Researchers employed advanced chromatography and mass spectrometry techniques to unravel the chemical components and metabolites of Lingbao Huxin Dan, pinpointing its therapeutic potential for cardiovascular ailments.
In a recent study published in the Journal of Separation Science, researchers from various Chinese institutions including Shanghai University of Traditional Chinese Medicine, Tianjin University of Science and Technology, and Dali University, among others, collaborated to elucidate the chemical composition and metabolites of Lingbao Huxin Dan (LBHX), a traditional Chinese prescription used for treating cardiovascular diseases (1).
LBHX has long been recognized for its effectiveness in managing a variety of cardiovascular ailments. However, despite its widespread use, the specific chemical components and metabolites responsible for its therapeutic effects have remained unclear, hampering efforts to establish quality evaluation standards and guidelines.
To address this knowledge gap, the research team employed a sophisticated analytical approach, combining gas chromatography coupled with tandem mass spectrometry (GC–MS/MS) and ultrahigh-pressure liquid chromatography coupled with quadrupole time-of-flight mass spectrometry (UHPLC–QTOF-MS). This comprehensive methodology allowed for the identification and characterization of both volatile and non-volatile chemical compounds present in LBHX.
Their analysis revealed a total of 53 volatile compounds and 191 non-volatile chemical components within LBHX. These included a diverse array of compounds such as bufadienolides, diterpenoids, bile acids, phenolic acids, and triterpenoid saponins. Additionally, the researchers identified 50 prototypes and 62 metabolites in rat plasma samples, highlighting the metabolic transformations undergone by LBHX in vivo.
Metabolic responses observed in the study encompassed both phase I reactions (such as hydrolysis, oxidation, and hydroxylation) and phase II reactions (including glucuronidation and methylation), providing insights into the biotransformation pathways of LBHX within the body.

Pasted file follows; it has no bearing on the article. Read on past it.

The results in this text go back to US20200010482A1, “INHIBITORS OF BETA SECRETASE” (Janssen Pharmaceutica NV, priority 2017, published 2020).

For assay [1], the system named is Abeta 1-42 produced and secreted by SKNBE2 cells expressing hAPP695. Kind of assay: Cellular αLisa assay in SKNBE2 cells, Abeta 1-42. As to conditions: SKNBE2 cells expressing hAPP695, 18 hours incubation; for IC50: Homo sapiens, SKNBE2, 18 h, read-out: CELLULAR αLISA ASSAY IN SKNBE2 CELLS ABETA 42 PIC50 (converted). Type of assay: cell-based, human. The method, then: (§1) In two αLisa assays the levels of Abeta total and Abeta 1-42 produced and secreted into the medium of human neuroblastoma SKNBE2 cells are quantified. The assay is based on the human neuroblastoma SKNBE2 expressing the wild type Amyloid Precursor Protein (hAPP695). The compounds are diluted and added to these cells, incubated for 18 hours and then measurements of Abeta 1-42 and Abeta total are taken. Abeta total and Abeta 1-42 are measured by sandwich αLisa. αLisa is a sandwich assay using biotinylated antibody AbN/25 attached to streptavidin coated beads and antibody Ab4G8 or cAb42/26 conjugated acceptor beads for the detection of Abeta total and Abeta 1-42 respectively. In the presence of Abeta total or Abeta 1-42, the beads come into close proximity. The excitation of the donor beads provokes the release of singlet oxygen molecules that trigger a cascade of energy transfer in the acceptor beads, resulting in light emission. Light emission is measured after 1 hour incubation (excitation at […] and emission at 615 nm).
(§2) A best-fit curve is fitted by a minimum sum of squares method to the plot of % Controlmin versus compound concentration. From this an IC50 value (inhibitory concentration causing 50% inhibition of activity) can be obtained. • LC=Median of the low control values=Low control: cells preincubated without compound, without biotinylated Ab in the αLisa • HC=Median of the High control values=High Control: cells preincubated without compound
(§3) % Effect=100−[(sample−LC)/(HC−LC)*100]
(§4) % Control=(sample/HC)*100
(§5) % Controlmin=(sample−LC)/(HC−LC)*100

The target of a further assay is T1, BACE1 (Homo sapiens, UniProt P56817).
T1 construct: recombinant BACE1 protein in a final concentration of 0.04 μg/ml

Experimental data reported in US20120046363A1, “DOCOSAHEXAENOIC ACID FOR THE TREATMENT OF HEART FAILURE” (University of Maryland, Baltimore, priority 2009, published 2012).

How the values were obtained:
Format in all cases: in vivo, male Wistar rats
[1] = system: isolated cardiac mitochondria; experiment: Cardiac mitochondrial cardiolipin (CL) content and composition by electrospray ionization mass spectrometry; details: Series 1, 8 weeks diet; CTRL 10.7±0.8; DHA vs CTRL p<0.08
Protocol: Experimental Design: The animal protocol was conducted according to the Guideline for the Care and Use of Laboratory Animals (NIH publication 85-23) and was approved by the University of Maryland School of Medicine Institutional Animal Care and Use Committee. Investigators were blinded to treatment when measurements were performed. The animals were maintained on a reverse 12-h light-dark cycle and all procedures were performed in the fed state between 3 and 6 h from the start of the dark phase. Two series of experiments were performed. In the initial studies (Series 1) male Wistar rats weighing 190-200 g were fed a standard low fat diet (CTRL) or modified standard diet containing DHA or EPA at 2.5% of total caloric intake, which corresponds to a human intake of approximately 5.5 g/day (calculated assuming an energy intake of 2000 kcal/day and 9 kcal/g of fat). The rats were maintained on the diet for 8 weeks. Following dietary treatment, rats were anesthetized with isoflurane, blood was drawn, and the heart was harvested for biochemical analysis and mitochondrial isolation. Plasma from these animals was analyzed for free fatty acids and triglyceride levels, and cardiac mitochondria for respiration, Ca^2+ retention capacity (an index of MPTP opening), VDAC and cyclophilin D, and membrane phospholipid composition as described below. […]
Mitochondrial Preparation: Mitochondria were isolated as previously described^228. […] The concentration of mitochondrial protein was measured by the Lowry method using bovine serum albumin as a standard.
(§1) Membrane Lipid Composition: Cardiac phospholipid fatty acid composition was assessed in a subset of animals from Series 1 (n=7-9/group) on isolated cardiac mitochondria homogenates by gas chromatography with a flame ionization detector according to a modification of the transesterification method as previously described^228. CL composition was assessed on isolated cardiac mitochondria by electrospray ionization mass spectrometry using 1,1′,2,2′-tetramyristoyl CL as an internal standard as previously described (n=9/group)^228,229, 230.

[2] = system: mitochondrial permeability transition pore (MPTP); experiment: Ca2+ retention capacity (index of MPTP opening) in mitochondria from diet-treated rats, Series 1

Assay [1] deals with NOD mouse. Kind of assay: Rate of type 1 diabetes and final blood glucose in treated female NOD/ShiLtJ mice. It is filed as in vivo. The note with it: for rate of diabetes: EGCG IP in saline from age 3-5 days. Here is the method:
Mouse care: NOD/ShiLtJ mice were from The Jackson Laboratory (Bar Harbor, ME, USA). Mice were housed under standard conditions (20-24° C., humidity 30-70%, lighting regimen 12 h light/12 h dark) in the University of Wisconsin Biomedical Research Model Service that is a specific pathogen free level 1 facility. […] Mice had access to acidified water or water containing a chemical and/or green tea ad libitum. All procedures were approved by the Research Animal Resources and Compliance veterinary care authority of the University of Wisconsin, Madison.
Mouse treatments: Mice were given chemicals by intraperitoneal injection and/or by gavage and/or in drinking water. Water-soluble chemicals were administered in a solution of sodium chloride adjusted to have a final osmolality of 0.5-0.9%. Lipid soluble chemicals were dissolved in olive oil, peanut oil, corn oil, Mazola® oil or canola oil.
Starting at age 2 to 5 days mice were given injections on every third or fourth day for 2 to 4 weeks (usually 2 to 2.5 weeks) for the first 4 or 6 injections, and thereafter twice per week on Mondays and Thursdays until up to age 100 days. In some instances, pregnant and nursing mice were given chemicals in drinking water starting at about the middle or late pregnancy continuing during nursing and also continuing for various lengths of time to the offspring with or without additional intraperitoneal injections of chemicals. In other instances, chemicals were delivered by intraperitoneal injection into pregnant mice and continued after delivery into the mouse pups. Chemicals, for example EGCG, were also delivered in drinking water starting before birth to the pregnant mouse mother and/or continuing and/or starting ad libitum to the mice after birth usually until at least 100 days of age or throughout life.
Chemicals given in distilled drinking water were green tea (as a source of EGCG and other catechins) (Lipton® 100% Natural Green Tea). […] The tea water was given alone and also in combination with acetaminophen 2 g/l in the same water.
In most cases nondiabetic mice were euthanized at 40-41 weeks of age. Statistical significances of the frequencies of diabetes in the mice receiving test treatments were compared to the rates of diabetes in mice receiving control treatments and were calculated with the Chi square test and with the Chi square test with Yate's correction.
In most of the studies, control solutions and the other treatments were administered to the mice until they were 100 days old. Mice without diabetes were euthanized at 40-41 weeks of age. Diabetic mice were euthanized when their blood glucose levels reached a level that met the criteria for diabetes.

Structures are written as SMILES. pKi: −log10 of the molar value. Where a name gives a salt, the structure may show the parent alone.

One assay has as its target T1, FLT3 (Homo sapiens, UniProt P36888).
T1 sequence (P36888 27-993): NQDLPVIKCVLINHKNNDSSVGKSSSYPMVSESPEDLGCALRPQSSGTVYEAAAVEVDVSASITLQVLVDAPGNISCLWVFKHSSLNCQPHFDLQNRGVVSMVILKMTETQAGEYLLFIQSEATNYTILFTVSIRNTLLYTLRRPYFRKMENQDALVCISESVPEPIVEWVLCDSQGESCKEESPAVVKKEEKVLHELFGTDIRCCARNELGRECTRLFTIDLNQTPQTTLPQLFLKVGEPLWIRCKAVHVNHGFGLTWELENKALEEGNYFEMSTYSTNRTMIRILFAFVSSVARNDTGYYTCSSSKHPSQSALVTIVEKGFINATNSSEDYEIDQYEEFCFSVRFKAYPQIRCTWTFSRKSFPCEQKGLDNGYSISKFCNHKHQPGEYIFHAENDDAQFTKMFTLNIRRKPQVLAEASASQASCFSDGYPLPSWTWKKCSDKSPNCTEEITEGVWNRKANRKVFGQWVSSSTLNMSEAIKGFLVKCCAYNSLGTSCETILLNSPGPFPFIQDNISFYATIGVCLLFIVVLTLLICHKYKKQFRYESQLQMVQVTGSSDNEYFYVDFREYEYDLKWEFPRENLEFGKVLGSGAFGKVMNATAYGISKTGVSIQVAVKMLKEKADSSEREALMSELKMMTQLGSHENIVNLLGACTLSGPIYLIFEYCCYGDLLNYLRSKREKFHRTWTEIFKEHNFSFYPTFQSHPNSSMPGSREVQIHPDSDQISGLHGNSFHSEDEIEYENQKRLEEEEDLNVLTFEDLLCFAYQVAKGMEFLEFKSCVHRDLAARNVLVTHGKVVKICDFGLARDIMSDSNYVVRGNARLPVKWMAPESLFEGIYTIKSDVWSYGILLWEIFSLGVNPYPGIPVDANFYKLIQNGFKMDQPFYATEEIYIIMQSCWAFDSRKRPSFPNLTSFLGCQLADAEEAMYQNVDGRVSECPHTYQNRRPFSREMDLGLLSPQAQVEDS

Furthermore, the researchers utilized AutoDock Vina software to conduct virtual screening, identifying 11 compounds with notable binding affinity to key proteins associated with sick sinus syndrome, a common cardiovascular disorder. This computational analysis offered valuable clues regarding the potential mechanisms underlying LBHX's therapeutic effects on cardiovascular health.
Overall, this study represents the first systematic investigation into the pharmacodynamic material basis of LBHX, offering crucial insights into its chemical composition and metabolic profile. By elucidating the molecular constituents of LBHX and their potential interactions with biological targets, this research lays a solid foundation for further exploration of LBHX's therapeutic mechanisms in the treatment of cardiovascular diseases.
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(1) Huang, F.; Wang, Z.; Wang, L.; et al. Chemical Components Characterization and In Vivo Metabolites Profiling of Lingbao Huxin Dan by Gas Chromatography–Mass Spectrometry and Ultra-High-Performance Liquid Chromatography-Tandem Quadrupole Time-of-Flight Mass Spectrometry. J. Sep. Sci. 2024, 47 (1), 2300233. DOI: 10.1002/jssc.202300233